The title of this blog will make sense after you read the sermon, I promise. Bonus points to everyone who got my RuPaul/Game of Thrones reference yesterday. This sermon focuses on Tabitha, a little known biblical woman from Acts 9. The title of the blog comes from my ruminations on baptism, where we publicly reject sin, death, and the devil. In ancient church rites, the person being baptized would literally spit in the face of death.
We reject the lies and the empty promises that these things offer, instead clinging to God’s promises which are true. We do this publicly at baptisms, but every day is a chance to say, “Not today, Satan!” A chance to reject the lies that sin tells us: we’re not good enough, we don’t deserve love, everybody’s judging me, etc. Some days we’ll do a better job of rejecting these lies than others. But every day God’s promises are new and reach out to us in love.
Grace to you and peace from God our Father and from the Lord Jesus Christ. Amen.
“She became ill and died.” Five simple words. And yet so, so much than that. So much sadness, so much grief and pain. So many lost hopes. So many tears shed in those five simple words. “She became ill and died.” Do those five words span days, weeks, or months? Time spent with friends and family, saying goodbye? Or did it happen suddenly? Was there no time? We just don’t know, because all we have are five words. “She became ill and died.”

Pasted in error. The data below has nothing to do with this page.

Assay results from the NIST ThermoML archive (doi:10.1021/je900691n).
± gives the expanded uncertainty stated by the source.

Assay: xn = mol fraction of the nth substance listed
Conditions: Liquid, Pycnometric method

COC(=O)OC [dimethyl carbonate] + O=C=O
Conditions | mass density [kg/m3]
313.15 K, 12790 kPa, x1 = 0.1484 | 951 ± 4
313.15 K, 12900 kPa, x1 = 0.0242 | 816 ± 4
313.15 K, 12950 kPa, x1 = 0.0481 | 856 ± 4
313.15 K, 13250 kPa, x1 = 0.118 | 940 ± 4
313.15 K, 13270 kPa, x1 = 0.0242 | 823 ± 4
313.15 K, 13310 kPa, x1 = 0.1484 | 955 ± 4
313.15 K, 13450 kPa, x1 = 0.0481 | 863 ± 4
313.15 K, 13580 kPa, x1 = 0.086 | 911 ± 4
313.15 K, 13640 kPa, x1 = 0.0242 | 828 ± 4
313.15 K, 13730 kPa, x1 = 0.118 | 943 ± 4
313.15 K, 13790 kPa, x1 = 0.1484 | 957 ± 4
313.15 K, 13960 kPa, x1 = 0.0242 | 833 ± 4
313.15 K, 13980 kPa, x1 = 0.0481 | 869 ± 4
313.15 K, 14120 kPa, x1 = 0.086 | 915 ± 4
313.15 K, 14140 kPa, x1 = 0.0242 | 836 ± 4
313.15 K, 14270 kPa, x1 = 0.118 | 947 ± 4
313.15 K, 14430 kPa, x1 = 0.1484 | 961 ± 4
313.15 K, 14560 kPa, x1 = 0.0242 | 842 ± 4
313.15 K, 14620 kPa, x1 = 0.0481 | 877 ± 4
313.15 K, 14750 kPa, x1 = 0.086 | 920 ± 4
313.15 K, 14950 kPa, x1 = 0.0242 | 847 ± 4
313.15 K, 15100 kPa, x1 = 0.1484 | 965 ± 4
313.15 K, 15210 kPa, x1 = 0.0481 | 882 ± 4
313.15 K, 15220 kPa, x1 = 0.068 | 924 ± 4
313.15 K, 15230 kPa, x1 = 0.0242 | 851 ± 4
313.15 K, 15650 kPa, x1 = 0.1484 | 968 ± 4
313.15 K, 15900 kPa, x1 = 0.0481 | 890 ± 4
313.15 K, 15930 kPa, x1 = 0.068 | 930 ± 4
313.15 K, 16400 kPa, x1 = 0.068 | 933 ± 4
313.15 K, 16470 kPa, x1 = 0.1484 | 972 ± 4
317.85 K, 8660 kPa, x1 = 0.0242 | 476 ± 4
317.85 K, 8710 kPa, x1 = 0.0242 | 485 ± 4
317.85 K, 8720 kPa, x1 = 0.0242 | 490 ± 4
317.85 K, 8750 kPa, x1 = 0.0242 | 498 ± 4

What do we even know about Tabitha? She’s certainly not one of the better known characters in the Bible, so there’s no shame if you’ve never even heard of her before this morning. And we don’t actually know much about her. But we do know her name. Two of them actually. Which is rare information for us to know about women in the Bible, who are often referred to by their role or relationship to men, not their own names. But not Tabitha, which in Greek is Dorcas. Her two names probably mean that she interacted with both the Jewish and Greek cultures regularly.
We know that she is probably a widow. In her day, widows didn’t have a lot of social capital. Few women did, but a widow was seen as a burden, not a valued part of the culture. And yet, the book of Acts doesn’t actually tell us Tabitha is a widow, we have to infer that. Instead, the book of Acts tells us that Tabitha is a disciple. She is a disciple.
This is the only time—the ONLY time, ONCE—in the whole New Testament, that the feminine form of the word disciple is used. Only once, and it’s about Tabitha. The culture might label her as someone unimportant, someone easily overlooked, but the Bible says that she is a disciple. A follower of the way.
We know that Tabitha was devoted to good works and acts of charity. She made clothes and gave them to other people, perhaps people who wouldn’t have been able to afford them. And we know that Tabitha was loved. All of the widows wept at her death, clinging to the things that she had made them.
Have you ever had the honor of meeting Tabitha? I have. Only this time, she wasn’t also called Dorcas, she was also called Betty Johnson. She was a widow, a member of my church growing up. She was a quiet woman who served on the altar guild. Her husband had been a pastor before he died. I didn’t know her well, or even interact with her much. But when I was ready to go to seminary, she told me she had something she wanted to give me.